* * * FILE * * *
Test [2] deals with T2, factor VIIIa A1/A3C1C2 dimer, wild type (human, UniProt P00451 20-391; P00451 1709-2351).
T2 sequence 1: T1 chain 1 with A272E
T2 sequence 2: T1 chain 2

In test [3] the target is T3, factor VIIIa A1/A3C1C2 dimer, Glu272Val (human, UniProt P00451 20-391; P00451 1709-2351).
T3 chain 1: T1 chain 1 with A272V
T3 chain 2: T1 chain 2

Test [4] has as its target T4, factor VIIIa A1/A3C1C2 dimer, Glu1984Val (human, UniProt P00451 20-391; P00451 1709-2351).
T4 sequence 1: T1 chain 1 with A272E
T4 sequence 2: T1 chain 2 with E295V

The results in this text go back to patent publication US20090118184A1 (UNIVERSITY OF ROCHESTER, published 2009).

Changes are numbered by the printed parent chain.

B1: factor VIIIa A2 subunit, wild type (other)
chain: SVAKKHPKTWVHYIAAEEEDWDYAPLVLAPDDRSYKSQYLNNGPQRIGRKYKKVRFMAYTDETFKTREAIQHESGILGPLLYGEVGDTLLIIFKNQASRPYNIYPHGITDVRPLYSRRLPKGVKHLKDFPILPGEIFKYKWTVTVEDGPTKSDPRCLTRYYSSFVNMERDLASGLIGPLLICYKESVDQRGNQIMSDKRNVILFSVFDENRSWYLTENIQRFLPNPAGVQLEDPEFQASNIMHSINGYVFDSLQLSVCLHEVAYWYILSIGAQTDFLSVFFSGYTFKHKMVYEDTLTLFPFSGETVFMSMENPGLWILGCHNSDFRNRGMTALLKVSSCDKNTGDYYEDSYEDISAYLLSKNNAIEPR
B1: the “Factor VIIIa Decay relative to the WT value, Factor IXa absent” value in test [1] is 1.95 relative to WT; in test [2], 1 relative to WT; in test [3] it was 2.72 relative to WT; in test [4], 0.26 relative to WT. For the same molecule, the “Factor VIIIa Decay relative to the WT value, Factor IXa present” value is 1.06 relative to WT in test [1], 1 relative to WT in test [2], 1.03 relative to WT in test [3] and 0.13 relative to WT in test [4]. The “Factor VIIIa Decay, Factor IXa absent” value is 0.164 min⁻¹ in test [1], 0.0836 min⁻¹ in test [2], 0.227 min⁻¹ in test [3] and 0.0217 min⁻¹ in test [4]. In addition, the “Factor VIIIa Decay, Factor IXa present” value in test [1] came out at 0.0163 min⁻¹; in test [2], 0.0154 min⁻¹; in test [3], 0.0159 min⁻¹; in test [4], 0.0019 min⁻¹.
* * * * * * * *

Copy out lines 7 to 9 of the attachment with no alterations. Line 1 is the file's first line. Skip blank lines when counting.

Test [4] has as its target T4, factor VIIIa A1/A3C1C2 dimer, Glu1984Val (human, UniProt P00451 20-391; P00451 1709-2351).
T4 sequence 1: T1 chain 1 with A272E
T4 sequence 2: T1 chain 2 with E295V